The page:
Allegany County residents are suddenly being over-loaded with terms such as Pro Growth, Anti Growth, Smart Growth , Sprawl and Anti-Sprawl. These debates should be welcomed in a county that has seen 20 years of population loss. Our county can now receive 20,000 new residents without exceeding the population that we saw in the ’50s. As we enjoy this period of growth, we must also be aware of the challenges that we will face. The citizens of the 21st century have different needs and demands than those living in the 1950s.

Our growth must be carefully planned and balanced, or we will see a larger population, but a decline in the quality of life. We seem to be experiencing residential growth, with little or no growth in business and/or household income. National statistics show that residential growth costs $1.27 in needed services and infrastructure, for every $1 collected in property tax. Business growth, however, offers 47 cents’ profit for every $1 of property tax collected.

Although we have waited 20 years for growth to arrive at our door, it seems that we have done little to prepare to receive it. Our county’s capital budget does not look like a budget preparing for rapid growth. The infrastructure needed for growth does not appear to be in place. During the first four months of 2006, there has been a total of 196 sewer over-flows in the state of Maryland. Sadly 177 of those were in Allegany County, dumping over 136 million gallons of un-treated sewage into our streams and rivers. The often-talked-about County Water Loop has never progressed beyond the talking stage.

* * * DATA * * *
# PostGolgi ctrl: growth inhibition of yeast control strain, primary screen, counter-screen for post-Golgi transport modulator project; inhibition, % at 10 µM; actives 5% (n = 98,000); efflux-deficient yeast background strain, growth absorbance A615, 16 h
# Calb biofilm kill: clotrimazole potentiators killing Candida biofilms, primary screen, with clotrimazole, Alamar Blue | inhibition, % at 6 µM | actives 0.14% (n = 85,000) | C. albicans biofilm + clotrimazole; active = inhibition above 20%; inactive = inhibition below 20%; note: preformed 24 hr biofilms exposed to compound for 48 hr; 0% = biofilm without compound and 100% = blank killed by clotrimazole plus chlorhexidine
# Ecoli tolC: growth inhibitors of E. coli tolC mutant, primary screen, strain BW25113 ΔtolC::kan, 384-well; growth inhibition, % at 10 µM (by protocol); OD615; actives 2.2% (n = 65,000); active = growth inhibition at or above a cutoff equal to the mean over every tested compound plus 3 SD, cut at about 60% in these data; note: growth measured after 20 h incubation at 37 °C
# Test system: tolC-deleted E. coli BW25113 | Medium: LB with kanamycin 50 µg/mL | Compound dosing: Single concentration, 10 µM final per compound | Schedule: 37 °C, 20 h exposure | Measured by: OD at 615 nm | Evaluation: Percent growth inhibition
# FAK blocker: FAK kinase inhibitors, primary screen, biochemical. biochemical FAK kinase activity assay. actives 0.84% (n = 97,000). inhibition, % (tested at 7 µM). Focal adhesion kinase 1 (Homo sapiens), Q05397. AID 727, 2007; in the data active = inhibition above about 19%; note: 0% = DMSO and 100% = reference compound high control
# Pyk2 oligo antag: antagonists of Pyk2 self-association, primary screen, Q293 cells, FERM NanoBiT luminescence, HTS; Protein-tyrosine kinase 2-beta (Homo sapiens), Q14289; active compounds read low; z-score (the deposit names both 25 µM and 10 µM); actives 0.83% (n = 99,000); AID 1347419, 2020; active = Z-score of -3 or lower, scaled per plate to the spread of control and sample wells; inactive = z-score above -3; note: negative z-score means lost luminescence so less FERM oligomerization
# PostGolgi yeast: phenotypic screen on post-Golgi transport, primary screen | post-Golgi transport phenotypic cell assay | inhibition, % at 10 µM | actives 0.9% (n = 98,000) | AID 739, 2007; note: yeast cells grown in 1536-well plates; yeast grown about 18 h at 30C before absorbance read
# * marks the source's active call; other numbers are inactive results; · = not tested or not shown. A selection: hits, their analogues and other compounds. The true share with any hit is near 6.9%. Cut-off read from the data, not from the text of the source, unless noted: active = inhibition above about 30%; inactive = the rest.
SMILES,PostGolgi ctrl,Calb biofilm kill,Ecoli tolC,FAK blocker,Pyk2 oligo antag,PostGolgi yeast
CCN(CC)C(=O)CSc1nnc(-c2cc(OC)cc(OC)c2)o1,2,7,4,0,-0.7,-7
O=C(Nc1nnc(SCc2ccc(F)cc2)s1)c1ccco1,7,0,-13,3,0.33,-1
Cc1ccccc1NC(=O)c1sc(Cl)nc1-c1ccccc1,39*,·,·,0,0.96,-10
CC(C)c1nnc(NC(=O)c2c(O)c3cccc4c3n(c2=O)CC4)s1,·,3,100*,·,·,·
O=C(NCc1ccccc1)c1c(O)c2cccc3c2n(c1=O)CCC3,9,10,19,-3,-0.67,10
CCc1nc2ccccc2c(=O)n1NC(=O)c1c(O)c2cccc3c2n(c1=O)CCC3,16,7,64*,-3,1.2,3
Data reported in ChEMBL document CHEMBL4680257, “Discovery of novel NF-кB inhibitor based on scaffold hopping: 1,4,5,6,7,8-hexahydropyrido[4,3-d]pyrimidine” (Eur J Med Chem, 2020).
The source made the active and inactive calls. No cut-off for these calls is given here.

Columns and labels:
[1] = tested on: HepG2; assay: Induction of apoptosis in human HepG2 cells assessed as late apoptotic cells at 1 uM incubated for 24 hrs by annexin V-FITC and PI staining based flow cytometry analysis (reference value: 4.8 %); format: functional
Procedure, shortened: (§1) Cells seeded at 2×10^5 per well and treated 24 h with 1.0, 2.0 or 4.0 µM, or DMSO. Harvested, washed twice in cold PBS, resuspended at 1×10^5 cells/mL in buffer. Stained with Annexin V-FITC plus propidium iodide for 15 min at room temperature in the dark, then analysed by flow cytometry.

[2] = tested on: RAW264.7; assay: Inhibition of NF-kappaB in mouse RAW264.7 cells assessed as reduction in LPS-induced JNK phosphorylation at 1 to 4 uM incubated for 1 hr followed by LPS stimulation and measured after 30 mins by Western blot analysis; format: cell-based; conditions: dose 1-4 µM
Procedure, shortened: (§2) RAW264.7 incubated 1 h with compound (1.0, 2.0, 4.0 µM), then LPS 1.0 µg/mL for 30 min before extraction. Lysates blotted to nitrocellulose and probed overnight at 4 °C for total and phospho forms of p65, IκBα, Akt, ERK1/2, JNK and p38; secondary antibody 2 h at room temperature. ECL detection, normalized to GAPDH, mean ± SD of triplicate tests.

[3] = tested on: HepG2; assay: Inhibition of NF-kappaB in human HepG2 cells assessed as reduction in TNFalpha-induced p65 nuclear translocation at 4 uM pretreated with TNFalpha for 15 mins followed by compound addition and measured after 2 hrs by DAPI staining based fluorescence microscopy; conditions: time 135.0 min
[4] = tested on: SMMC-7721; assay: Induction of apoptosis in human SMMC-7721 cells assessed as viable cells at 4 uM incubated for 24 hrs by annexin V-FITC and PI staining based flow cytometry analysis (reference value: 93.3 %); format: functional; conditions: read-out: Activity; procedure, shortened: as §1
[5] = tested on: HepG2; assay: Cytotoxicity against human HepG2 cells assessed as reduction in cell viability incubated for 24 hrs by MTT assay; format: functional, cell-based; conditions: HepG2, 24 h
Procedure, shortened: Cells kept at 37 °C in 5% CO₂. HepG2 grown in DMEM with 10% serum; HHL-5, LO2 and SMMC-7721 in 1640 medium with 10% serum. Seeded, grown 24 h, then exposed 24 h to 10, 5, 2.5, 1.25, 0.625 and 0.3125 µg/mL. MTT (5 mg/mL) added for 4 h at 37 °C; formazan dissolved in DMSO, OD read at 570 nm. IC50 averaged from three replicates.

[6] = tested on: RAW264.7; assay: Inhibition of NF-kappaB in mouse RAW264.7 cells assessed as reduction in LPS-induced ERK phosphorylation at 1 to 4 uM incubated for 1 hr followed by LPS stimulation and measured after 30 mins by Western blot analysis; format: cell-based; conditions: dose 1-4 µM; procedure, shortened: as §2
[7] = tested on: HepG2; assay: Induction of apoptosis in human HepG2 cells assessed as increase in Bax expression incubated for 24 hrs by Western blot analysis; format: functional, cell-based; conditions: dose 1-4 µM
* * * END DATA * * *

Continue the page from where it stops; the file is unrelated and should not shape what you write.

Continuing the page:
Population increase will also add to the problems of school over-crowding, traffic and our landfill. These are all solvable problems, but the remedies come with a rather high price tag. We will also face increased demands on our under-manned, under-equipped, volunteer fire departments. These units are a valuable resource to their home areas, but are not prepared to give proper protection to the planned, high density, multi-story developments. Once again, this problem can be solved, but at a price. The costs to county government to address these impacts will be enormous. If we subsidize residential growth (which does not pay for its needs through taxes), without balancing that growth with business and wage growth, we will see a need for a large tax increase, or a decline in services and infrastructure. We definitely need the growth in our new housing market, but it is a fiscal reality that it must be accompanied with a growth in business and income. Housing alone becomes a negative financial investment.

The pace of growth must be kept in line with our ability to manage it, and to provide the needed services to create a quality of life that all citizens seek. We need a quality comprehensive plan that truly reflects the visions of our citizens for their future. We need to close some of the numerous gaps in our zoning regulations. Regulations that were written during a period when we were begging for growth could prove quite harmful once growth arrives. We need only to look to the counties to our east, copy what has worked properly for them, and avoid the mistakes that they made. If the tremendous growth experienced in our sister counties was so good, why are their citizens looking to relocate?

In early June, dozens of Allegany County citizens will be participating in a growth planning exercise known as Reality Check. During her recent visit here, Secretary of Planning Scott, spoke highly of this exercise. Citizens from four Western Maryland counties will meet to analyze the growth that is anticipated for our area. They will discuss the good, and the bad of such growth. They will share ideas. Our future is much too important to not have a clear plan in place. It is imperative that the citizens of this county are given the opportunity to share their vision, and help create a plan to carry us into the next 10-20 years. Allegany County will grow, and it will change, so let’s make sure that the end result is what the citizens truly desire. There is a lot of work to be done, so we need to get an early start and be pro-active, rather than playing the never-ending game of catch-up.

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